Kilkenny is well known for its narrow, medieval streets. Planners despair at how to manage the modern day traffic. There have been quite a few failed attempts at a one way system in Kilkenny -simply put, Kilkenny was built for horse-drawn carriages and people on horseback. As anyone who has watched a bus mount the pavement on Rose Inn Street perilously close to pedestrians and buggies will tell you, the streets just aren’t wide enough for today’s vehicles.
Bearing this in mind, the impact of the Brewery closing down is potentially huge. Suddenly there is an area at the heart of Kilkenny city that is open for development. And even with today’s financial uncertainty, there is little to no doubt that it will be developed. But the Brewery has been here since the early 1700′s and the city has grown around it.
Kilkenny Borough Council have their work cut out for them – it is critical that this site is zoned carefully as how this proceeds could affect the fabric of the city for the next 500 years and more.
Jan is the Kilkenny native, and delighted to be back here, but I’m discovering the city for the first time; mostly through my daughter who needs to be walked/rolled (depending on your perspective) to sleep. So I’ve been learning Kilkenny city’s geography of quietude, as I loop from Pennyfeather and Sconce Lane as far as Evans Lane, cutting across Friary Street and James Street while passing few people and, mercifully, fewer cars. It is refreshing to have that noise confined to the distance. The sound of the town or city is a drone of car engines, accentuated by horns, bursts of acceleration, with surprisingly few voices in the distance; you are back in the bustle of the city when you are aware of people again.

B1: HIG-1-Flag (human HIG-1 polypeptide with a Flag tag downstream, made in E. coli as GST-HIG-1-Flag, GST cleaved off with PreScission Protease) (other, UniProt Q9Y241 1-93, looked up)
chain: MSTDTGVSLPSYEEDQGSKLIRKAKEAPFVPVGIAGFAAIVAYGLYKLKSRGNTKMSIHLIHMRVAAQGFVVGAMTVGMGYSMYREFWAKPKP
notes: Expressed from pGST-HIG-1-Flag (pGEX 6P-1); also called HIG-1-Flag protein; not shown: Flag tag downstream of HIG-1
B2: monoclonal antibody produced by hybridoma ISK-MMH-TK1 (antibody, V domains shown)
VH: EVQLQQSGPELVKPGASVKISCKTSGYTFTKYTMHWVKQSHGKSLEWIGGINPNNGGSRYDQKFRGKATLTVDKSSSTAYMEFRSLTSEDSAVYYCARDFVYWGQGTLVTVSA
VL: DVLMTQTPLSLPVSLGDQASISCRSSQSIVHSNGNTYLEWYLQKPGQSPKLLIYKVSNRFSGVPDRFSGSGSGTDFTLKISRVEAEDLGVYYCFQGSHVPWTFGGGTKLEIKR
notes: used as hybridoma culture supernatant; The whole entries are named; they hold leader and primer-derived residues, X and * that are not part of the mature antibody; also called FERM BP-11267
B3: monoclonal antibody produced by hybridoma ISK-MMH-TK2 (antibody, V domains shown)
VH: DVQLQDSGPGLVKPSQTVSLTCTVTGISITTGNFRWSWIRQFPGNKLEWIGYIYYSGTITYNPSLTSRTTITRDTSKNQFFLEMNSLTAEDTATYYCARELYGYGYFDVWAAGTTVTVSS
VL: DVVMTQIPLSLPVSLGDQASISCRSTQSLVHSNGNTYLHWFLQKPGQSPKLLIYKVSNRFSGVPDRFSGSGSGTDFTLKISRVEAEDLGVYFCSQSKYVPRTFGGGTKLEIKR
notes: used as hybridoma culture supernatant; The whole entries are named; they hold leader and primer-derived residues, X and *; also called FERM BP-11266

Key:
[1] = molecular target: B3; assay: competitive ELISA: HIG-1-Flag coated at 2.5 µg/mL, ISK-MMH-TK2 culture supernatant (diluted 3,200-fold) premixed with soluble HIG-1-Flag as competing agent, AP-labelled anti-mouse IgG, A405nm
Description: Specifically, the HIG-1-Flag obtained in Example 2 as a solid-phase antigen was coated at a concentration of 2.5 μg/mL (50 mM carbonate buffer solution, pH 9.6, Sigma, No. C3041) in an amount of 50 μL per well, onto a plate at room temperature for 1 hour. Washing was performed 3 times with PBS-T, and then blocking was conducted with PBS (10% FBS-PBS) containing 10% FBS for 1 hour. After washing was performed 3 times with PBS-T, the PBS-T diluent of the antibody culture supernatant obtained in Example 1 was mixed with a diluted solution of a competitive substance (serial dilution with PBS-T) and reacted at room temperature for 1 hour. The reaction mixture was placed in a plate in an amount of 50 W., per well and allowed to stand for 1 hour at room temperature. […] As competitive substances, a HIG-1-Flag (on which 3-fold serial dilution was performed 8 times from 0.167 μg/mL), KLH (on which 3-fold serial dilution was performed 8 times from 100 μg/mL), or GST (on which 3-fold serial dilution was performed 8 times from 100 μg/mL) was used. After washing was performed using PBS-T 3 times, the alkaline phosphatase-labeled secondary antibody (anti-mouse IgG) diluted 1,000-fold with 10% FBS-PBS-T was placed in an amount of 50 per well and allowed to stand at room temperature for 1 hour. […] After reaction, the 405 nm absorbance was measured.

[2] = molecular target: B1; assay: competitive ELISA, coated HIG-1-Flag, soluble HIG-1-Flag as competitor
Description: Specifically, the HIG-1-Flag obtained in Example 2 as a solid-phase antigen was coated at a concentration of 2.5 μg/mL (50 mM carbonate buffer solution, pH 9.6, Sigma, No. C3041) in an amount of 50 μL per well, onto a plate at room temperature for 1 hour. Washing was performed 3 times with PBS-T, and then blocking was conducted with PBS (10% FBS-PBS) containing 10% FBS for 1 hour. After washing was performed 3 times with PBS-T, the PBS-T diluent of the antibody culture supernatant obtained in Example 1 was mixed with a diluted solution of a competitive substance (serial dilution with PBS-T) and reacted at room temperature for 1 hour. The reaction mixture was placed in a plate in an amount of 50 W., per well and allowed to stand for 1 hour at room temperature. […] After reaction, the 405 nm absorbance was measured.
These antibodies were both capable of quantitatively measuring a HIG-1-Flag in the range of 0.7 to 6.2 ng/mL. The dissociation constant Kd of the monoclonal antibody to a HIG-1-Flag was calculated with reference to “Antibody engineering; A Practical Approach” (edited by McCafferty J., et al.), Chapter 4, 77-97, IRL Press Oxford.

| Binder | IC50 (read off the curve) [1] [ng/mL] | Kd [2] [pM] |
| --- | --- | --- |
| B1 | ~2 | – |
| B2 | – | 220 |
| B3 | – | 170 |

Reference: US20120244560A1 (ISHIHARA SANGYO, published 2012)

In the laneways west of High Street people walk a bit slower, and the character of the buildings changes. Obviously, the streets are narrower as they are strictly about occasional and sought access to buildings and spaces, and not motivated by inviting browsers and shoppers. There is an efficiency to the architectural elements. Walls are straight and undecorated, doors are generally narrow and any articulation tends to have a functional purpose. But there is a curmudgeonly charm and every so often an unexpected spaces can be discovered, such as in the west end of William Street and Wellington Square, pictured above.
The narrow lanes occasionally cut back at corners, presumably to allow vehicles to navigate more easily, but also this means pedestrians won’t run headlong into each other.
The older of these cutbacks are quite sculptural and emphasise, or even over-emphasise, the weight and solidity of the buildings that have been carved into. The third image above indicates where a laneway probably once existing now filled onto complete the terrace on William Street. The second image shows to make a corner memorable: little additions like the mosaic post really help to remember the order of your route; I imagine if Hansel, instead of pebbles or breadcrumbs, had had a pocket full of glazed mosaic tiles, an artistic bent and a bag of putty he might have done the same….
Newer buildings have preserved the feature, perhaps with less delicacy. The most recent buildings appear to have abandoned the practice, unfortunately, and display articulations that are based on aesthetics rather than function.
There are unfortunately real indications of decay, particularly on Colliers Lane; whether this is from the recession or just part of the on-going pattern of people moving away from towns and cities when they have a chance I am not sure.
Close to Wellington Square in particular I pass unusual paired doorways contained within a squashed arch alongside abandoned and decaying versions of the same – mimicking the doorways on Wellington Square itself. It does give the graffiti artists a moment to shine, although they haven’t quite stepped up to the mark as yet.
Patrick Comerford’s blog analyses the paired doorways throughout Kilkenny in a more considered way and is definitely worth a look.